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The Horny Gorilla

The Horny Gorilla

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CAPT. CLAYTON O. CARPENTER
3rd Battalion, 160th Special Operations Aviation Regiment
Hunter Army Airfield, Georgia


Editor’s note: Capt. Clayton O. Carpenter wrote the following article for Knowledge while attending the Aviation Safety Officer Course at Fort Rucker, Alabama. Sadly, he was killed in a Black Hawk mishap on Hunter Army Airfield, Georgia, in January. Because Capt. Carpenter wanted to pass along some important lessons learned to his fellow skydivers in hopes of preventing an accident, Knowledge is running his article posthumously.

Have you ever seen a horny gorilla? Yeah, I didn’t think so. But now that I’ve got your attention, I’d like to share a story — and I assure you it’s not about randy primates.

Instead, I’d like to focus on a skydiving formation called the “horny gorilla,” which, when executed poorly, caused me and two friends to land significantly farther away from our intended drop zone during one of my early skydives. Thankfully, our alternate drop zone was an empty polo field on the famed North Shore of Oahu, Hawaii, just down the road from our primary. Had there been a game in play, this might have been the story of how I jumped out of a plane and got run over by a horse.

The real culprit in this “off” landing was our group’s collective loss of altitude awareness during the jump. The horny gorilla is a formation in which three or more skydivers link legs and/or feet together and exit the plane at the same time. The aerodynamics cause the group to fall feet-first toward the ground in a somewhat seated position in the air. At some time during the freefall, all the jumpers release each other’s hands and either intentionally spin the formation or just enjoy the ride down. Formation skydives require planning and practice. We’d practiced our exit and had a good plan. But we failed in one major regard that could have had catastrophic results — we lost altitude awareness on the way down.

All skydivers wear altimeters, generally on their wrists or hands. Many also have audible altimeters that emit distinct high-pitched beeps when passing through preset altitudes during free fall. Our group either missed the cues or failed to maintain our normal scan that included our wrist-mounted altimeters. As a result, instead of breaking the formation at about 6,000 feet above ground level, we broke somewhere about 4,000 feet AGL.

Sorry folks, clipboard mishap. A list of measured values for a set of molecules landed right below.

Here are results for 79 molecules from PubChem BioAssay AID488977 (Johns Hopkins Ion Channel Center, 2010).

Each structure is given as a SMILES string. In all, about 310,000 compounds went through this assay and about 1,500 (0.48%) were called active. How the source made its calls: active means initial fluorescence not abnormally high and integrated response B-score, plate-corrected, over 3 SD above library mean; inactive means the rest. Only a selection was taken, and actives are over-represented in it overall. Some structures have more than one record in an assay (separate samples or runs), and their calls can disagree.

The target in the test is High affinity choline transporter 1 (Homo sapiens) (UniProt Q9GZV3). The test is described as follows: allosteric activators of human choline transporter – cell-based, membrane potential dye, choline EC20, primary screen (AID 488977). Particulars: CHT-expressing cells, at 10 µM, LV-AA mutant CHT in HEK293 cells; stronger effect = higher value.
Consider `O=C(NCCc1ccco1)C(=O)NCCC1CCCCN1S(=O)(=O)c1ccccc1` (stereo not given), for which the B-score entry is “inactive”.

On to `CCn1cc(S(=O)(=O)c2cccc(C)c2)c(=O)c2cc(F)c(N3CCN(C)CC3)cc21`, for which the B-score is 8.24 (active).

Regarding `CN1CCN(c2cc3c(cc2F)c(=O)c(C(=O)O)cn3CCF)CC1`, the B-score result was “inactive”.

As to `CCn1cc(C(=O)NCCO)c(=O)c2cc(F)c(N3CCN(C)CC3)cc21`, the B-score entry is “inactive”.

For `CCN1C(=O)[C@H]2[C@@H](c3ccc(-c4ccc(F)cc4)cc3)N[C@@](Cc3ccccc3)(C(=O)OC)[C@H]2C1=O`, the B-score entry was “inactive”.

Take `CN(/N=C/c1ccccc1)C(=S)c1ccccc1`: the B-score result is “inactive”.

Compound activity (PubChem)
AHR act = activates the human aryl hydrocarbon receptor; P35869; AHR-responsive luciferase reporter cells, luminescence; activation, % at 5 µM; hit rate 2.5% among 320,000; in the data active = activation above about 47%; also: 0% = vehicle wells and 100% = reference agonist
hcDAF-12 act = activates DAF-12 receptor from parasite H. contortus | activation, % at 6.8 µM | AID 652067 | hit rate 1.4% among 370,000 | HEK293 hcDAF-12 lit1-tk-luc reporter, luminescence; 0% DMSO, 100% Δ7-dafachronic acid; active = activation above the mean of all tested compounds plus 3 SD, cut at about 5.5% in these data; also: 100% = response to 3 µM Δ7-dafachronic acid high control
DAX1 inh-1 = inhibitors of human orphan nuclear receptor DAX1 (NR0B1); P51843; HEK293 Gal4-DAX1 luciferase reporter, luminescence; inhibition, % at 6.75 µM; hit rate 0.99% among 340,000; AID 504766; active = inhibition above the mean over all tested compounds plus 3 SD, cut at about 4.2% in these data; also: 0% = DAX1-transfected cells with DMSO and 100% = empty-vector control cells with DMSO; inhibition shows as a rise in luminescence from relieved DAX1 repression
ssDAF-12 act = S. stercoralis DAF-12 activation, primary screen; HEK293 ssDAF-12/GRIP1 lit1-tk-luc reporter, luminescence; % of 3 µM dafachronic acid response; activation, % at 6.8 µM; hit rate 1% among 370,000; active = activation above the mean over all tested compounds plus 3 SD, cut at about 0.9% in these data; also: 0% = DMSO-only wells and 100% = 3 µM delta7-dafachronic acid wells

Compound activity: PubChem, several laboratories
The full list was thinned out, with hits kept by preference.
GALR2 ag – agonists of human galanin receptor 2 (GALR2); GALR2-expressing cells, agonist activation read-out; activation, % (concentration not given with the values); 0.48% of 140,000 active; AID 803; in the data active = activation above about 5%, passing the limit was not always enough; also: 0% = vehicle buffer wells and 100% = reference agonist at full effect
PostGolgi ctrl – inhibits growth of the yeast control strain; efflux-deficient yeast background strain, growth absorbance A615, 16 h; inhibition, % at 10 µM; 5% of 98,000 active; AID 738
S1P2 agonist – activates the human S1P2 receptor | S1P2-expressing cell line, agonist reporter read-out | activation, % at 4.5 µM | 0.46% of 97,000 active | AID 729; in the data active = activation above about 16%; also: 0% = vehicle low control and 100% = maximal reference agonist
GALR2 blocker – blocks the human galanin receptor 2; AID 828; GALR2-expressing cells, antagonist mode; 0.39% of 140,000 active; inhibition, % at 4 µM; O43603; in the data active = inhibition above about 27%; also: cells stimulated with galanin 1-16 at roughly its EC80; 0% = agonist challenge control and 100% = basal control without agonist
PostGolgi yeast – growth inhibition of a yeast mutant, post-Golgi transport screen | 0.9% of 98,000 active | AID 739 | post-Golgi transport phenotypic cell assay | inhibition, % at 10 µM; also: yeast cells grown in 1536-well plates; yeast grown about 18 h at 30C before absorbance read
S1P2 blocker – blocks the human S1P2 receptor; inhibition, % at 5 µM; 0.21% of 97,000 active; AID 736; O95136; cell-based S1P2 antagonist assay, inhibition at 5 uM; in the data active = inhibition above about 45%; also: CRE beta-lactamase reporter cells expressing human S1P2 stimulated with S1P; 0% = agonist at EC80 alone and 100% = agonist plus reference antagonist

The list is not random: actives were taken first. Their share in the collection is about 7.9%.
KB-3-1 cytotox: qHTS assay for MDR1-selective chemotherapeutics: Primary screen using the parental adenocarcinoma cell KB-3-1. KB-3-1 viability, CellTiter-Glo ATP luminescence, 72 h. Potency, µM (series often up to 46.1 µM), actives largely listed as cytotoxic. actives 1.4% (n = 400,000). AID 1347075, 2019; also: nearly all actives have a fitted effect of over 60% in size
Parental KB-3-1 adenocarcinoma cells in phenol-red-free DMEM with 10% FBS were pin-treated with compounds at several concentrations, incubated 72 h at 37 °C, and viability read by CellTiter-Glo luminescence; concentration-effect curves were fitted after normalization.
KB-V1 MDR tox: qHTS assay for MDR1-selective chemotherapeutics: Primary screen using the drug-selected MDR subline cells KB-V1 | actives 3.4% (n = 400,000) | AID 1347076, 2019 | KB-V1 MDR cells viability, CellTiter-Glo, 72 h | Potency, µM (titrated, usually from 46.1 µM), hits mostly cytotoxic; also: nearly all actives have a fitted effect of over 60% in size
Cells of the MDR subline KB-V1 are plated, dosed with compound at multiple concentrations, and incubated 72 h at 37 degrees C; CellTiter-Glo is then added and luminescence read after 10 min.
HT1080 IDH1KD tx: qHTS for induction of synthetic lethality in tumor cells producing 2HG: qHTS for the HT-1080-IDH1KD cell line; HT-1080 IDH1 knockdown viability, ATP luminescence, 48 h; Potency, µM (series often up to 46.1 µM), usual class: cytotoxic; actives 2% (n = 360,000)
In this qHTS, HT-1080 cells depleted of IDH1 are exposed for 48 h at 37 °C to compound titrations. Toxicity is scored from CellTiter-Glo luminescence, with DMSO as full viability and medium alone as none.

To give some perspective, a typical skydiver falls at a rate of about 1,000 feet every 5.5 seconds in a belly-down position. We made ourselves more aerodynamic as a result of our formation, so our speed was likely a little faster. Once we broke the formation and separated, I realized just how low we really were. Our group had a rather wide variation in body weight, so upon breaking the formation, some of us floated up (falling slower than others) and some of us accelerated.

I happened to be the lowest jumper once we broke. I can’t be sure of our exact altitude once I deployed my chute, but I remember several very important things that probably saved me:

1. I made a conscious decision to flip on my back in freefall to find the other two jumpers because I’d lost sight of them.

2. I did not deploy my chute until I had confirmed that both the other jumpers were not above me and had already deployed their parachutes.

3. I evaluated my altitude, distance to the primary drop zone and glide ratio and committed to landing in the largest open field I could find (conveniently, a polo field).

Had I not flipped over and found the other two jumpers, I could have deployed my parachute only to have one of them drop right through my canopy. I could have been knocked out, experienced a main parachute malfunction or hurt one of the other jumpers — all at a significantly lower altitude than is considered safe for deployment. It would have left me very little time to recover, get stable and pull my reserve canopy. It takes about 500 feet of freefall for my canopy to open fully, so I had to factor that in during my descent.

My experience as a helicopter pilot helped me determine the likelihood of making it back to the primary drop zone about two miles away. I could see my intended point of landing off in the distance and noticed it rising in my visual field. I knew this meant my flight path would lead me to a point somewhere far short of my primary drop zone. I was right over the top of a polo field, however, with ample space and plenty of room to maneuver. As a secondary option, I also had a beach nearby with little vegetation and very shallow water.

All three of us survived our encounter with the horny gorilla and safely landed within 300 meters of one another. We learned an important lesson that day about altitude awareness and talked through what went wrong. Thankfully, our simple failure did not escalate into a catastrophic incident involving multiple jumpers.

  • 1 October 2014
  • Author: Army Safety
  • Number of views: 12999
  • Comments: 0
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